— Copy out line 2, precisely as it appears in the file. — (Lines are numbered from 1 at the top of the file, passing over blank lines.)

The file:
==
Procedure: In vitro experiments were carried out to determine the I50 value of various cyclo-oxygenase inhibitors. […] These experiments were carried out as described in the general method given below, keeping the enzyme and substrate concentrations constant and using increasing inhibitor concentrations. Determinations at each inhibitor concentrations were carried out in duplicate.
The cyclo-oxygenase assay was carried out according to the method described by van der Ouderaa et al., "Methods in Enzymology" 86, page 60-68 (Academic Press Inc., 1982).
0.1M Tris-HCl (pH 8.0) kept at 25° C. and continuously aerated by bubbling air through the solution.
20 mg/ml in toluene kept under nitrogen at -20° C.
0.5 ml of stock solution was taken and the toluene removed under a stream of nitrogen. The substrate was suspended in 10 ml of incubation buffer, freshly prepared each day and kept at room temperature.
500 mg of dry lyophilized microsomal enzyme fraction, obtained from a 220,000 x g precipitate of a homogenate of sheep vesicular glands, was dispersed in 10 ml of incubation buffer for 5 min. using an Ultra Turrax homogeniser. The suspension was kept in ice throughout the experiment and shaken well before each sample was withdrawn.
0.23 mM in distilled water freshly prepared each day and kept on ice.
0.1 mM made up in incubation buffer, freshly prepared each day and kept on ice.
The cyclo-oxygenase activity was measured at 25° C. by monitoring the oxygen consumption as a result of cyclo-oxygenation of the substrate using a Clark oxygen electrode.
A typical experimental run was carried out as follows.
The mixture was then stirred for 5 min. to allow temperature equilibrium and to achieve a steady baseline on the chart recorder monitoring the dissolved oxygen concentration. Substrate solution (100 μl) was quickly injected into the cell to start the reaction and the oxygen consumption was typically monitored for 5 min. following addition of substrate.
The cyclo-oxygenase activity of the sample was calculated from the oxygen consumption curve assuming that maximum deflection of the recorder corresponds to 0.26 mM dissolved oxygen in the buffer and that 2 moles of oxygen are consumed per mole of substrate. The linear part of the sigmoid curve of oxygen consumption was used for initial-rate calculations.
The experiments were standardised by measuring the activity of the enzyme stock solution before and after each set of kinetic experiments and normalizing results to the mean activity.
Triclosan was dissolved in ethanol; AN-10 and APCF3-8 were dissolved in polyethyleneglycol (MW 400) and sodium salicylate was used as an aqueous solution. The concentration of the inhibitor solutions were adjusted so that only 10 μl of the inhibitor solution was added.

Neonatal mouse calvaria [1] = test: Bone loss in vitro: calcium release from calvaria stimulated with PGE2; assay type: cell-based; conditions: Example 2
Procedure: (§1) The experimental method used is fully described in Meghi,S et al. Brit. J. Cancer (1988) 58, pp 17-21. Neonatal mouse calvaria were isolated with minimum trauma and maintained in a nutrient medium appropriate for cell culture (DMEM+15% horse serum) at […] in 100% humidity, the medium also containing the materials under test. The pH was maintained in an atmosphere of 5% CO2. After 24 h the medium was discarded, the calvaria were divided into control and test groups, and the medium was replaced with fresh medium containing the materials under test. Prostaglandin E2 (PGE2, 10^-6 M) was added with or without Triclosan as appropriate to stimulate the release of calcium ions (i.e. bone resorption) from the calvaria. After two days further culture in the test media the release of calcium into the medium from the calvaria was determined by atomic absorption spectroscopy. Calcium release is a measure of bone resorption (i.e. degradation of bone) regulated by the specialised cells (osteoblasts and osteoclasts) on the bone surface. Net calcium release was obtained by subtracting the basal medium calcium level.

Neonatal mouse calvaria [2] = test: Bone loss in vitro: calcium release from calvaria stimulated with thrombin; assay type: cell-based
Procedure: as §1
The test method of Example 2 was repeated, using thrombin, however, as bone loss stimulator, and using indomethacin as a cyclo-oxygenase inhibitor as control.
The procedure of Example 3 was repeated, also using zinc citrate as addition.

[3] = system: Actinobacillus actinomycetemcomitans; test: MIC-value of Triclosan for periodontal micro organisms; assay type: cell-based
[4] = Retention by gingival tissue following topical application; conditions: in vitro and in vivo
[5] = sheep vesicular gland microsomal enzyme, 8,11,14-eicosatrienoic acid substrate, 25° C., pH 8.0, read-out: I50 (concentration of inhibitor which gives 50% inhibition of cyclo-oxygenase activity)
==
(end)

The cyclo-oxygenase assay was carried out according to the method described by van der Ouderaa et al., "Methods in Enzymology" 86, page 60-68 (Academic Press Inc., 1982).